In the US, the vast majority of merger concerns are resolved through negotiated settlements (as opposed to litigation), and given the tight 30-calendar-day initial waiting period under the Hart-Scott-Rodino Act (the HSR waiting period), remedies are almost never negotiated and mutually agreed upon without an extension of the initial HSR waiting period. Rather, the US antitrust agencies will invariably issue a Second Request in matters that require a merger remedy, which extends the HSR waiting period until 30 calendar days after substantial compliance with the Second Request, and parties will use the Second Request period to negotiate and agree upon a remedy; in practice, parties often do not substantially comply with the Second Request. To complicate matters, unlike the Commission in Europe, each of the US antitrust agencies has variances in its respective merger remedy approval process, most notably being that the US Department of Justice (DOJ) cannot unilaterally approve a merger remedy. These measures add complexity, time and expense to the merger remedy process.
In determining whether a remedy is appropriate, the DOJ and the US Federal Trade Commission (FTC) (collectively, the US antitrust agencies) will apply the following principles. An appropriate merger remedy is one that effectively preserves or restores pre-merger competition; remedies are not required to enhance competition as compared to the pre-merger state. Remedies are not intended to determine market outcomes; the US antitrust agencies do not seek to protect or favour particular competitors, determine outcomes or pick winners and losers. Temporary relief should not be used to remedy persistent competitive harm; a consent order or decree that temporarily regulates conduct does not effectively redress persistent competitive harm resulting from an indefinite change in market structure. The risk of a failed remedy should fall on the parties, not on consumers. Remedies are grounded in a careful application of sound legal and economic principles to the particular facts of the case at hand; put another way, the remedy should flow from the theory or theories of competitive harm upon which the merger was challenged.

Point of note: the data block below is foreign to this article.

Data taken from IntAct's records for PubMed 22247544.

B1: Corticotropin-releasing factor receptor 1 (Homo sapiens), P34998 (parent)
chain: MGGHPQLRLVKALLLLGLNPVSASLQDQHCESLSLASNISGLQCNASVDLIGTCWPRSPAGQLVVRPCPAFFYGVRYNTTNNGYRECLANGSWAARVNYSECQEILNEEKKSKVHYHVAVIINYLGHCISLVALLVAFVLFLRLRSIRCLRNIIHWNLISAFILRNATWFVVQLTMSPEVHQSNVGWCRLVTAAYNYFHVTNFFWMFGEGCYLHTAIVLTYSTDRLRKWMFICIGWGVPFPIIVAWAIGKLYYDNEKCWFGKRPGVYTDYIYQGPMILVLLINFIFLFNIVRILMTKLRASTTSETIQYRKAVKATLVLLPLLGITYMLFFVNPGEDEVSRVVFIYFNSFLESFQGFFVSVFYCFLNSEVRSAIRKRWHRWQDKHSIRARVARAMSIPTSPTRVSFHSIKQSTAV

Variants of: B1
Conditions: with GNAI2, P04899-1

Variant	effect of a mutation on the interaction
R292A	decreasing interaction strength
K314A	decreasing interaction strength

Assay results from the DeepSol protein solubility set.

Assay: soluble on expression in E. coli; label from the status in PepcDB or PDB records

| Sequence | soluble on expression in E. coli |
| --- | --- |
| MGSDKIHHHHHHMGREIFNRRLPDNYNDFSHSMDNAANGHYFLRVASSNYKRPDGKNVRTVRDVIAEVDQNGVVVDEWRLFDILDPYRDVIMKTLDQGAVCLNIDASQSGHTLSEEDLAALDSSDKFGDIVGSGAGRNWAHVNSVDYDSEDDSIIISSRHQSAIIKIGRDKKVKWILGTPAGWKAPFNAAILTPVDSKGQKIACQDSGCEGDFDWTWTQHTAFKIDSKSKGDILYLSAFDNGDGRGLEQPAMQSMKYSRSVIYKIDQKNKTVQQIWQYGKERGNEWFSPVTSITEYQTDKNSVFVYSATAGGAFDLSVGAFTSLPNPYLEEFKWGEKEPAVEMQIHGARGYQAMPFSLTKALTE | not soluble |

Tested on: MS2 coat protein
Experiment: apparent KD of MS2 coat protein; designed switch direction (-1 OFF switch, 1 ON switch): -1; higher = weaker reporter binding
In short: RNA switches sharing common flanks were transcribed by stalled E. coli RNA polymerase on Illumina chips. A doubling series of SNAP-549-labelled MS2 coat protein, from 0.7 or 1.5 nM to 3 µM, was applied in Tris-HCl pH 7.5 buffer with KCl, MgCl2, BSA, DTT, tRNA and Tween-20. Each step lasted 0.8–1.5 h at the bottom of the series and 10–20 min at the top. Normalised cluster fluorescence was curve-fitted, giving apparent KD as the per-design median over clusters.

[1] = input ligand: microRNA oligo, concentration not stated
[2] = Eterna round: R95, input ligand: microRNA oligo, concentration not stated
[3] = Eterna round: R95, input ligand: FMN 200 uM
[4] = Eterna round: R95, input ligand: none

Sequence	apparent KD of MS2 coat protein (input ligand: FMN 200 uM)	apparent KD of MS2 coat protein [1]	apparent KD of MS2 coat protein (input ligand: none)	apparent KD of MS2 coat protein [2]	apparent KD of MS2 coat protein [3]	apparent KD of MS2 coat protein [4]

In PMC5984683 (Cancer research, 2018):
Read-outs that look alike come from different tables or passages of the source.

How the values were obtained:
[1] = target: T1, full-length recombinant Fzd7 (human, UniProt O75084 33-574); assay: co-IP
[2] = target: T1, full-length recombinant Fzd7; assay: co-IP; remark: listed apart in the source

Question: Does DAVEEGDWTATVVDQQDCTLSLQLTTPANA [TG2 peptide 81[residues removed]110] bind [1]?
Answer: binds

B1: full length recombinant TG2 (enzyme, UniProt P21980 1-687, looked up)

Advocacy regarding the remedy
Unlike the EU process in which remedies are proposed through the Form RM, there is no standard advocacy template to submit to the US antitrust agencies and there is no prescribed timeline for offering or approving such remedies. Through ongoing discussions, presentations or written advocacy with the FTC or DOJ, attorneys and economists at the US antitrust agencies typically provide feedback on assets or businesses that raise competition concerns and may signal that remedies may be required. Parties may choose whether and when to engage in settlement discussions, such as whether to proactively propose a remedy for a set of assets or businesses where competition issues are abundantly clear while negotiating the scope of remedies for other assets or businesses where the parties and the FTC or DOJ will seek to reach consensus on whether competition issues, if any, warrant the type of remedy sought by the US antitrust agencies (or proposed by the parties).
The commitments text
As noted above, the US antitrust agencies do not have a standard template that must be submitted to initiate the remedies process, but given the long-standing consent order and decree precedent, many of the requirements and provisions are fairly standardised, and parties should familiarise themselves with recent precedents of these documents in designing a remedy (as the US antitrust agencies may not publicly or otherwise formally announce policy changes with respect to individual provisions).
For settlement discussions with the FTC, the parties and FTC staff will negotiate a proposed settlement and finalise terms. FTC staff and management will recommend the proposed settlement to the FTC commissioners, and the commissioners ultimately determine by a majority vote whether the proposed settlement is acceptable.